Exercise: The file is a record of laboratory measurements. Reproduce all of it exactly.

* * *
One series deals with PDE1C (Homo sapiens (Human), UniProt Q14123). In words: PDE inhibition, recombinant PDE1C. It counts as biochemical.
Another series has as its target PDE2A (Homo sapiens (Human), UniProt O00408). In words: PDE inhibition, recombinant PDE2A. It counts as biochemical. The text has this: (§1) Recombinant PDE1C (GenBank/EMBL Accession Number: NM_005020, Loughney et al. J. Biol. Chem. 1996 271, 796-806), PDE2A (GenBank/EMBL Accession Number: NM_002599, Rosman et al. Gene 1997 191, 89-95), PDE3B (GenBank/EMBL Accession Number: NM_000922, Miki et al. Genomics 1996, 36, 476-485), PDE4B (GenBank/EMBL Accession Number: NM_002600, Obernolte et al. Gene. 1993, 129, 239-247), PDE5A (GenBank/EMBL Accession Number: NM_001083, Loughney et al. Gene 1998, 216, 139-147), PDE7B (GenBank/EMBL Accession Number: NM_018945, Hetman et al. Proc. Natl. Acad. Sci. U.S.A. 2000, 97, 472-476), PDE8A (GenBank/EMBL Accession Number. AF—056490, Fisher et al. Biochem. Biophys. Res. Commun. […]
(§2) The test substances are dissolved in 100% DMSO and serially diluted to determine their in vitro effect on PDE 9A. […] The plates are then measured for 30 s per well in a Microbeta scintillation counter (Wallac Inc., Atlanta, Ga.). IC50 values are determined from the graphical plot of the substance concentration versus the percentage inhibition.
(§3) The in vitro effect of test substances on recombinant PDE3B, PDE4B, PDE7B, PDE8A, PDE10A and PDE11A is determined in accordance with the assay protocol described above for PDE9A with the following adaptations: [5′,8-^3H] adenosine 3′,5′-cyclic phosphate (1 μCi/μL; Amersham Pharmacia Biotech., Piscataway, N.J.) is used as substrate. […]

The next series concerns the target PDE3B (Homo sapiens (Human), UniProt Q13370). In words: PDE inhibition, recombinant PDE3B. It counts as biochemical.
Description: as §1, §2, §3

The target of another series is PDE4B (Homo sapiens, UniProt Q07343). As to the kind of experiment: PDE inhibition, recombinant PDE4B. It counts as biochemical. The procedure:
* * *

One series deals with PDE1C (Homo sapiens (Human), UniProt Q14123). In words: PDE inhibition, recombinant PDE1C. It counts as biochemical.
Another series has as its target PDE2A (Homo sapiens (Human), UniProt O00408). In words: PDE inhibition, recombinant PDE2A. It counts as biochemical. The text has this: (§1) Recombinant PDE1C (GenBank/EMBL Accession Number: NM_005020, Loughney et al. J. Biol. Chem. 1996 271, 796-806), PDE2A (GenBank/EMBL Accession Number: NM_002599, Rosman et al. Gene 1997 191, 89-95), PDE3B (GenBank/EMBL Accession Number: NM_000922, Miki et al. Genomics 1996, 36, 476-485), PDE4B (GenBank/EMBL Accession Number: NM_002600, Obernolte et al. Gene. 1993, 129, 239-247), PDE5A (GenBank/EMBL Accession Number: NM_001083, Loughney et al. Gene 1998, 216, 139-147), PDE7B (GenBank/EMBL Accession Number: NM_018945, Hetman et al. Proc. Natl. Acad. Sci. U.S.A. 2000, 97, 472-476), PDE8A (GenBank/EMBL Accession Number. AF—056490, Fisher et al. Biochem. Biophys. Res. Commun. […]
(§2) The test substances are dissolved in 100% DMSO and serially diluted to determine their in vitro effect on PDE 9A. […] The plates are then measured for 30 s per well in a Microbeta scintillation counter (Wallac Inc., Atlanta, Ga.). IC50 values are determined from the graphical plot of the substance concentration versus the percentage inhibition.
(§3) The in vitro effect of test substances on recombinant PDE3B, PDE4B, PDE7B, PDE8A, PDE10A and PDE11A is determined in accordance with the assay protocol described above for PDE9A with the following adaptations: [5′,8-^3H] adenosine 3′,5′-cyclic phosphate (1 μCi/μL; Amersham Pharmacia Biotech., Piscataway, N.J.) is used as substrate. […]

The next series concerns the target PDE3B (Homo sapiens (Human), UniProt Q13370). In words: PDE inhibition, recombinant PDE3B. It counts as biochemical.
Description: as §1, §2, §3

The target of another series is PDE4B (Homo sapiens, UniProt Q07343). As to the kind of experiment: PDE inhibition, recombinant PDE4B. It counts as biochemical. The procedure: